"There's a lot of danger out there, and we don't want anybody going in these holes, so we need to get them covered up one way or another," said Eureka resident Bill Powell, adding many people ride four-wheelers in the area.

  • WOODS CROSS — When Keziah Daum went shopping for her senior prom dress at a local vintage store, she was looking for something both modest and classy.

    "I remember being there, and I'm like, 'I want to find something that's a little more modest. Don't want to send the wrong message,'" the senior at Woods Cross High School told the Deseret News Tuesday.

  • Access to many social media sites will no longer be available in meetinghouses after a change to the Church's internet configuration in meetinghouses beginning in May.

    Meant to be a way to further the purposes of the Church, enhance worship experiences and support administrative functions, internet access in meetinghouses will be limited and not include non-Church-related internet use.

  • SALT LAKE CITY — Members of The Church of Jesus Christ of Latter-day Saints show low support for same-sex marriage but high support for LGBT nondiscrimination protections — a disparity that's unique among America's faith groups, according to a new Public Religion Research Institute report.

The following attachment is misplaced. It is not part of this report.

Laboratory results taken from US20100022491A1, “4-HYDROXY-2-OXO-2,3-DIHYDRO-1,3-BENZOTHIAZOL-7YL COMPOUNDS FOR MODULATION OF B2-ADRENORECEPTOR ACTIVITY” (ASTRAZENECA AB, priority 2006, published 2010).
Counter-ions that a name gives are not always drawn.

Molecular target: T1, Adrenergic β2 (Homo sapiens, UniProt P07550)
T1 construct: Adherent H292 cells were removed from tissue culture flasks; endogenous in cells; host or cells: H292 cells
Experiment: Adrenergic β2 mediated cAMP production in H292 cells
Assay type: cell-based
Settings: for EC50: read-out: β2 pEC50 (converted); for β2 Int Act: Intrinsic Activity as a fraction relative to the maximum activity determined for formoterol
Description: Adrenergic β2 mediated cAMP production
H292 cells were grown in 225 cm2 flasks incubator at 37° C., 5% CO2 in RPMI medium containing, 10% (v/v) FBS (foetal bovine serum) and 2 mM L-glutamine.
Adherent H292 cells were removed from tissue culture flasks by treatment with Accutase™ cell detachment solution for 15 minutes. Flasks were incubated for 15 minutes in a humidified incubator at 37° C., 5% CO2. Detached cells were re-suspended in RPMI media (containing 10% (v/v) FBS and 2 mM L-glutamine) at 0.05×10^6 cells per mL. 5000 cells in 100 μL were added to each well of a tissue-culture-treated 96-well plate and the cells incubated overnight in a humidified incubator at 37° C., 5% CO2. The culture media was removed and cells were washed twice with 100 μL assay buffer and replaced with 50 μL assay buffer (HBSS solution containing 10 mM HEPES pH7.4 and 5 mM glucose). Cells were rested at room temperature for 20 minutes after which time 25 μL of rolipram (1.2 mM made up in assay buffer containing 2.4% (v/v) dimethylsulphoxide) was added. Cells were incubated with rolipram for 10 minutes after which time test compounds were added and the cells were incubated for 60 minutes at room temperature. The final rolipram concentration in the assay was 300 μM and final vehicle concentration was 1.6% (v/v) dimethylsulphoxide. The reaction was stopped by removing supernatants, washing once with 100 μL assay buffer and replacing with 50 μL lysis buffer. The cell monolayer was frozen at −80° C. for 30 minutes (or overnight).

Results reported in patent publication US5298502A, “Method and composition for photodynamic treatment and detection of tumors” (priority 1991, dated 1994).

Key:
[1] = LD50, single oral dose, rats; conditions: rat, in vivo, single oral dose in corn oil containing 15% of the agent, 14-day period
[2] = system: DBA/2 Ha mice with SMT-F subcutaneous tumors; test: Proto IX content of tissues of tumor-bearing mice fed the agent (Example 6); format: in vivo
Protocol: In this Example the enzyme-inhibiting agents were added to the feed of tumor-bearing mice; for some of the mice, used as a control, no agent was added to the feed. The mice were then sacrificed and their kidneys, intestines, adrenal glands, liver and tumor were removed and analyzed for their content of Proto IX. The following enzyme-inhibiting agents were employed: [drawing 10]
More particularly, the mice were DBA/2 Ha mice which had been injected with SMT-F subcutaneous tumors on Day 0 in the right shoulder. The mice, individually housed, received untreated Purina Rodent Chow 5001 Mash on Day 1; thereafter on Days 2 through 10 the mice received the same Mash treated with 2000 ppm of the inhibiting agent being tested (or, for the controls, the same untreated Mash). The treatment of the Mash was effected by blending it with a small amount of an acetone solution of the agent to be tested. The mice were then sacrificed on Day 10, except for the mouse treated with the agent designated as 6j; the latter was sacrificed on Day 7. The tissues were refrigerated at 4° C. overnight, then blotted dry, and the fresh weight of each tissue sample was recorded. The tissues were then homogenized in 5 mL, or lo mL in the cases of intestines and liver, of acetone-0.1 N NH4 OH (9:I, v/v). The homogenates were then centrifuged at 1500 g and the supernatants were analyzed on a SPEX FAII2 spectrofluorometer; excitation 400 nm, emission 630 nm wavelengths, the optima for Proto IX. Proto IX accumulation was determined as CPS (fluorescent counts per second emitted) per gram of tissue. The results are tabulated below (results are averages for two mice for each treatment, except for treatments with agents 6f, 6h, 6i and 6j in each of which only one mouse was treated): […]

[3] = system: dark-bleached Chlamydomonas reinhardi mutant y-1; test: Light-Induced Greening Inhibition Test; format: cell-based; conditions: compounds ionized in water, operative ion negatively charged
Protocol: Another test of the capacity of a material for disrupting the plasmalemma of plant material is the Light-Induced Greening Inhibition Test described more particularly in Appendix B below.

• SALT LAKE CITY — May is a month for musicals in the Beehive State, including three musical comedies, one featuring '70s and '80s pop songs, one with an Elvis-type heartthrob and another based on a well-loved fairy tale. Top that off with a play that turned into a film that was one of Julia Roberts' early big breaks and you have a wide variety of options for a date night or family night out.

    'Steel Magnolias'

  • PROVO — Spurred in part by allegations of sexual misconduct against powerful men across the country, three former teenage employees of a youth symphony orchestra in Utah County say one of its longtime leaders either sexually abused them or inappropriately touched them years apart.

  • LEHI — Utah Gov. Gary Herbert took a moment to show off his piloting skills at an event Wednesday to kick off a massive, $430 million I-15 expansion project in the north end of Utah County.

    Herbert flew a camera-equipped drone over a segment of the project — one that will likely contribute to some additional commuter challenges before helping ease traffic snarls when it's completed in about three years.

  • ST. LOUIS — Prior to the NCAA women’s gymnastics championship, Utah co-head coach Megan Marsden was confident about how her team matched up with the competition — that is, against the competition with which the Red Rocks are familiar.

    “We know how we compare to UCLA. We’ve seen them multiple times this season,” said Marsden. “We are pretty evenly matched with them. They’ll win one and we will win one.”

  • Conservationist, explorer, author and environmental philosopher John Muir was born nearly two centuries ago on April 21, 1838, in a small coastal Scottish town.

  • BANGKOK, Thailand — During his first trip to Thailand in 1966, President Russell M. Nelson traveled by boat through the canals and klongs of Bangkok.